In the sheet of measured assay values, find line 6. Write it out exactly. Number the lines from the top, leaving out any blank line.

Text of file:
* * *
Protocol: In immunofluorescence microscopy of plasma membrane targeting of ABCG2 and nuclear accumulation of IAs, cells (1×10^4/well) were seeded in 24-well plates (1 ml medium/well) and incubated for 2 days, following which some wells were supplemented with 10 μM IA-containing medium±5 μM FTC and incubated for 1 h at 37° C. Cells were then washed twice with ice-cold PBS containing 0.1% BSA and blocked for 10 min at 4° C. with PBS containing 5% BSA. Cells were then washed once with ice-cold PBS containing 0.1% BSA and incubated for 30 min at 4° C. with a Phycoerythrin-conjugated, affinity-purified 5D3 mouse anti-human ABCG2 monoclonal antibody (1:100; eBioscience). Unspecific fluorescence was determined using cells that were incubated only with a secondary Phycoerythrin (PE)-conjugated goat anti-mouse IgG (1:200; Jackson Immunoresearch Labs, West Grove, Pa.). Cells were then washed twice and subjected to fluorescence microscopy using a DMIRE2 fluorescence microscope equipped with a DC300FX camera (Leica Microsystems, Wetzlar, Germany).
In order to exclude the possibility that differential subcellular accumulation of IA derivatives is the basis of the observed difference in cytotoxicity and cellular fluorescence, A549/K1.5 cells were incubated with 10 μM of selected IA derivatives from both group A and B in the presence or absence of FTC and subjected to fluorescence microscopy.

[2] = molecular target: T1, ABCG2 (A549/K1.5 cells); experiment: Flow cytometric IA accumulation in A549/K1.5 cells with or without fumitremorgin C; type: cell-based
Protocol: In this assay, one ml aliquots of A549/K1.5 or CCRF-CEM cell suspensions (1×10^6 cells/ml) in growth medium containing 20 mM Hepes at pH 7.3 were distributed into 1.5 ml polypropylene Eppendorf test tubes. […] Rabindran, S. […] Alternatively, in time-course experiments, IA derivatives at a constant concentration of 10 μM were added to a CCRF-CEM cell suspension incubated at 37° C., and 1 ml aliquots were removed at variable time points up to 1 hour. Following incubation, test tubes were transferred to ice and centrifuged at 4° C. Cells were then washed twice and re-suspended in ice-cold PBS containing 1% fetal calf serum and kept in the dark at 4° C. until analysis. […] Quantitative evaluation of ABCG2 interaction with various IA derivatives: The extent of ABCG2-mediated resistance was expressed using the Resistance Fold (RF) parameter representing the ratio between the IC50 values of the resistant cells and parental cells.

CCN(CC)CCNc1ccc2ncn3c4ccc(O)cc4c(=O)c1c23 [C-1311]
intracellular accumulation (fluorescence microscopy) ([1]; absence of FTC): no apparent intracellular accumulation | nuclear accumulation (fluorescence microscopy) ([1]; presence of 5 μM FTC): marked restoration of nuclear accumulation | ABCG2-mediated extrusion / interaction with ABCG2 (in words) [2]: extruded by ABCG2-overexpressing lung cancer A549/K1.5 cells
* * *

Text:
intracellular accumulation (fluorescence microscopy) ([1]; absence of FTC): no apparent intracellular accumulation | nuclear accumulation (fluorescence microscopy) ([1]; presence of 5 μM FTC): marked restoration of nuclear accumulation | ABCG2-mediated extrusion / interaction with ABCG2 (in words) [2]: extruded by ABCG2-overexpressing lung cancer A549/K1.5 cells